5 Voice-Ruining Habits You Need to Quit
If you’re one of those people who doesn’t think much about taking care of their voice, you need to drop this mindset. Your voice is your primary communication tool. Without it, you’ll have a hard time getting your message across to other people.
5 Habits That Are Ruining Your Voice
As a PTE test taker, it’s even more vital that you take care of your voice. A healthy voice is easier to modulate during the speaking test. So, take active measures to preserve your voice during your PTE review. Start by breaking these voice-ruining habits.
1. Yelling and screaming
If you are prone to shouting or screaming during emotional or high-pressure situations, you need to curb these tendencies. Both can strain, weaken, and damage your vocal cords. Stop abusing your voice. Unless the situation demands it, avoid raising your voice.
2. Clearing your Throat
Doing this often damages your vocal cords. If it’s flu season and you’re suffering from a terrible phlegm build-up, resist clearing your throat and coughing. Instead, drink a lot of fluids to rinse down the phlegm. As gross as swallowing mucus is, it’ll actually heal your throat faster.
3. Not drinking enough water
Dehydrated vocal cords are more susceptible to strain and injury. So, make sure you hit your daily water quota. If you’re one of those people who forget to take water breaks when they’re studying, here are some tips for you:
- Set alarms to alert you of your water breaks.
- Keep track of your daily water intake.
- Add fresh fruits to your water to make it more appealing.
- Keep your water bottle near you during your PTE center classes.
4. Drinking a lot of caffeinated and alcoholic beverages
It’s okay to drink coffee and other caffeinated drinks to jumpstart your PTE review—provided, of course, that you don’t go overboard. Doing so could severely dehydrate your throat and make it easier to mess up your vocal cords. The same applies to drinking alcoholic beverages.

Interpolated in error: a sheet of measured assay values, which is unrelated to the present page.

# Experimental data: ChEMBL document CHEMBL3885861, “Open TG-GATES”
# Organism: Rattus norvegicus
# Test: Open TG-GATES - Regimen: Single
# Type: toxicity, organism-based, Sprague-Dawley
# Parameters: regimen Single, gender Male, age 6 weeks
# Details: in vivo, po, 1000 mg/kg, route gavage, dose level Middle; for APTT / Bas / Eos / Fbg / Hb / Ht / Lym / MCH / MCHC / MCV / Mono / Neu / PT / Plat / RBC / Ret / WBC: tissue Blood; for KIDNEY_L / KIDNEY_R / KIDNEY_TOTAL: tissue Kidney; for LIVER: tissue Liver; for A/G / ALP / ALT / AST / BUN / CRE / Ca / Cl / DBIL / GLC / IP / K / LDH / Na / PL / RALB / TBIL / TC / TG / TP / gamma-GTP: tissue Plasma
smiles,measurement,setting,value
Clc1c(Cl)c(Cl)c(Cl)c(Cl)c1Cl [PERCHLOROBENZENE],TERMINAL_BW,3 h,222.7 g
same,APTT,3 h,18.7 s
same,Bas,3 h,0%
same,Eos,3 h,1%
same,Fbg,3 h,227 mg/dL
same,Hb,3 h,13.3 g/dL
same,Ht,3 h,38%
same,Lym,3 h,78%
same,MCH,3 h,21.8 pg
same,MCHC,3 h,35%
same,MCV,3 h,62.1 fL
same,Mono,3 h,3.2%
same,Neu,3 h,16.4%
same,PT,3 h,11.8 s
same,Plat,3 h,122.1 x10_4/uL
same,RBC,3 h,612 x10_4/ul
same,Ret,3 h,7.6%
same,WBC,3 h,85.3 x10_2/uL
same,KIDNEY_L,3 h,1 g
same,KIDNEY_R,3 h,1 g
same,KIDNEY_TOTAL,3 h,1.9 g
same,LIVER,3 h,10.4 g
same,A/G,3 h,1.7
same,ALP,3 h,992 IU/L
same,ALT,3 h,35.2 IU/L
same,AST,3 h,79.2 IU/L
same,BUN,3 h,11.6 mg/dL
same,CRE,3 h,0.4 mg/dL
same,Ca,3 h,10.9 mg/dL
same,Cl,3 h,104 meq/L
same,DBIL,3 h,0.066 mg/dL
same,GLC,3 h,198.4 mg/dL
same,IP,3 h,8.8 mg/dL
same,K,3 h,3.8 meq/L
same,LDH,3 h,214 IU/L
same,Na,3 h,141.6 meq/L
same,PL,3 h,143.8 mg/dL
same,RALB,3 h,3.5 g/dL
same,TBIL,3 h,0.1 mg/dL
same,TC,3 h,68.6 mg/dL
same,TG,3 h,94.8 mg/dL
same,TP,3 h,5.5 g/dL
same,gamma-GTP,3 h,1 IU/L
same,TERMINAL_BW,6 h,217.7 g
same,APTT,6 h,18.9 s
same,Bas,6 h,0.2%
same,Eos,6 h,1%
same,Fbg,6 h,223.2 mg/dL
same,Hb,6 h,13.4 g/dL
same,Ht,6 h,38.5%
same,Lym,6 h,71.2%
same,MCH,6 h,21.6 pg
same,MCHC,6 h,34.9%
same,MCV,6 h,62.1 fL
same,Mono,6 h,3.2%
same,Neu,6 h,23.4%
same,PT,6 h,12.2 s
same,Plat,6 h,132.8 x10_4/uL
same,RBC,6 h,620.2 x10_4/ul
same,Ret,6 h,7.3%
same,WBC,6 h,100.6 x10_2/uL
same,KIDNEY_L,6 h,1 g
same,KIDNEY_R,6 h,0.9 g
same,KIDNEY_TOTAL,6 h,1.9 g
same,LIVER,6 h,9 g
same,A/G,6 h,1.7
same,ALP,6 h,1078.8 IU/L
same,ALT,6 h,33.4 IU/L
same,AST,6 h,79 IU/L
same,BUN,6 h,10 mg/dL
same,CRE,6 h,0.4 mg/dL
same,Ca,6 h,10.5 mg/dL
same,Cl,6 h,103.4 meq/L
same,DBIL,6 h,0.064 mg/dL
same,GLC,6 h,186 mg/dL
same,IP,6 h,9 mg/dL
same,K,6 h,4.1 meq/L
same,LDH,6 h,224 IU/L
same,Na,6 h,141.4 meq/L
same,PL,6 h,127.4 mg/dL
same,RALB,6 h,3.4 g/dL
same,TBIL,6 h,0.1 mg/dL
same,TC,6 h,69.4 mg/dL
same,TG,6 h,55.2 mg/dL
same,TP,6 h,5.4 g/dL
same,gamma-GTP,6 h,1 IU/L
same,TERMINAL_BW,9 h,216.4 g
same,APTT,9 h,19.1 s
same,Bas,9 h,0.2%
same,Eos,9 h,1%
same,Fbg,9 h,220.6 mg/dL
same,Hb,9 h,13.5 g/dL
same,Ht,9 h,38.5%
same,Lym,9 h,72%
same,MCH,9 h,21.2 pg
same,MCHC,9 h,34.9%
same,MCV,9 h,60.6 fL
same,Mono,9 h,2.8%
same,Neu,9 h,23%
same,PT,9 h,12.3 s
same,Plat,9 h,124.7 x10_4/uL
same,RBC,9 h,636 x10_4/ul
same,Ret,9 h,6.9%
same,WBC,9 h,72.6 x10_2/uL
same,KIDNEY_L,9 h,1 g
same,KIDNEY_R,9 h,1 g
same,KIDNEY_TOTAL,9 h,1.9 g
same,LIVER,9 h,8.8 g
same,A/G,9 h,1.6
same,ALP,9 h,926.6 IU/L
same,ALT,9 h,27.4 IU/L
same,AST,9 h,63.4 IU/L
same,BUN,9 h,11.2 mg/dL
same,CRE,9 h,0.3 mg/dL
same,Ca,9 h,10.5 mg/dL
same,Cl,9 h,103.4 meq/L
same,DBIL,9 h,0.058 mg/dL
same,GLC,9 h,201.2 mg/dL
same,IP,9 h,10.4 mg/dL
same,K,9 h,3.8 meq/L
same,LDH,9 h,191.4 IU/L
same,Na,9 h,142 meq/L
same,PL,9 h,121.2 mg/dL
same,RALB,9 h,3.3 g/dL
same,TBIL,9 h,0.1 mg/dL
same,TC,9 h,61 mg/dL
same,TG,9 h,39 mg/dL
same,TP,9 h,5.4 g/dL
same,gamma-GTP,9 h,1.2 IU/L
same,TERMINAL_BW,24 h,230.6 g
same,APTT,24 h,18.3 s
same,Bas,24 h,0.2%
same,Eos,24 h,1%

5. Speaking nonstop
If your job requires you to use your voice a lot, or you just like talking in general, make sure you give your voice time to rest. Overusing your voice often can deal permanent damage on your vocal cords.
Don’t take your voice for granted. Even if you don’t depend on it the way a singer, a radio host, or a voice actor does, you still need to make an effort to take care of your voice. Remember, a clear and healthy voice is crucial to securing PTE Academic speaking success. So, make sure you are not committing any of these voice-ruining habits.
- Lin, Cynthia. “My #1 Voice Tip: Stop Clearing Your Throat.” Facebook. Accessed January 28, 2018. https://www.facebook.com/cynthialinmusic/posts/10152801113778049.
- Live Science Staff. “10 Tips for a Healthy Voice.” Live Science. April 17, 2006. Accessed January 26, 2018. https://www.livescience.com/4078-10-tips-healthy-voice.html
- Suzy S. “5 Bad Habits that Are Wrecking your Vocal Cords.” Take Lessons. June 19, 2012. Accessed January 26, 2018. https://takelessons.com/blog/2012/06/5-bad-habits-that-are-wrecking-your-vocal-cords/
- Theiss, Evelyn. “Bad Vocal Habits Can Take Away the Power of Your Voice.” Cleveland. November 15, 2010. Accessed January 26, 2018. http://www.cleveland.com/healthfit/index.ssf/2010/11/bad_vocal_habits_can_take_away.html